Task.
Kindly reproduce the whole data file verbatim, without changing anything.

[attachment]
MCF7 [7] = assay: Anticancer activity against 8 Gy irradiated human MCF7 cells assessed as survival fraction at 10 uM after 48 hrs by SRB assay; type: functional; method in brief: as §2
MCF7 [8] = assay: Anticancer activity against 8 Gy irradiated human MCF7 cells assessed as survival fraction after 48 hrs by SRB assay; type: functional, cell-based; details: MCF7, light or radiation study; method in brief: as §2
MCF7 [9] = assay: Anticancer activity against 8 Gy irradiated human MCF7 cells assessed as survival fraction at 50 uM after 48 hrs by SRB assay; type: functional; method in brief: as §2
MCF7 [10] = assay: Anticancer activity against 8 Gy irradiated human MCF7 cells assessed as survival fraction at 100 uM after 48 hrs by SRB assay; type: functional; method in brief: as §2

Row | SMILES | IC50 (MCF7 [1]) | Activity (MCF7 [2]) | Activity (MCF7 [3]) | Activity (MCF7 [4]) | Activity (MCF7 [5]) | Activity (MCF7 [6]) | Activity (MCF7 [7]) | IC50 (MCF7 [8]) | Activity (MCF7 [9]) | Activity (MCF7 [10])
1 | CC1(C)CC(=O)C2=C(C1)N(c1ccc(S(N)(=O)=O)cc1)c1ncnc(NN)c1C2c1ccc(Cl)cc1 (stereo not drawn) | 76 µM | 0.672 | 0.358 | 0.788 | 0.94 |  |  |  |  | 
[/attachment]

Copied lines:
MCF7 [7] = assay: Anticancer activity against 8 Gy irradiated human MCF7 cells assessed as survival fraction at 10 uM after 48 hrs by SRB assay; type: functional; method in brief: as §2
MCF7 [8] = assay: Anticancer activity against 8 Gy irradiated human MCF7 cells assessed as survival fraction after 48 hrs by SRB assay; type: functional, cell-based; details: MCF7, light or radiation study; method in brief: as §2
MCF7 [9] = assay: Anticancer activity against 8 Gy irradiated human MCF7 cells assessed as survival fraction at 50 uM after 48 hrs by SRB assay; type: functional; method in brief: as §2
MCF7 [10] = assay: Anticancer activity against 8 Gy irradiated human MCF7 cells assessed as survival fraction at 100 uM after 48 hrs by SRB assay; type: functional; method in brief: as §2

Row | SMILES | IC50 (MCF7 [1]) | Activity (MCF7 [2]) | Activity (MCF7 [3]) | Activity (MCF7 [4]) | Activity (MCF7 [5]) | Activity (MCF7 [6]) | Activity (MCF7 [7]) | IC50 (MCF7 [8]) | Activity (MCF7 [9]) | Activity (MCF7 [10])
1 | CC1(C)CC(=O)C2=C(C1)N(c1ccc(S(N)(=O)=O)cc1)c1ncnc(NN)c1C2c1ccc(Cl)cc1 (stereo not drawn) | 76 µM | 0.672 | 0.358 | 0.788 | 0.94 |  |  |  |  | 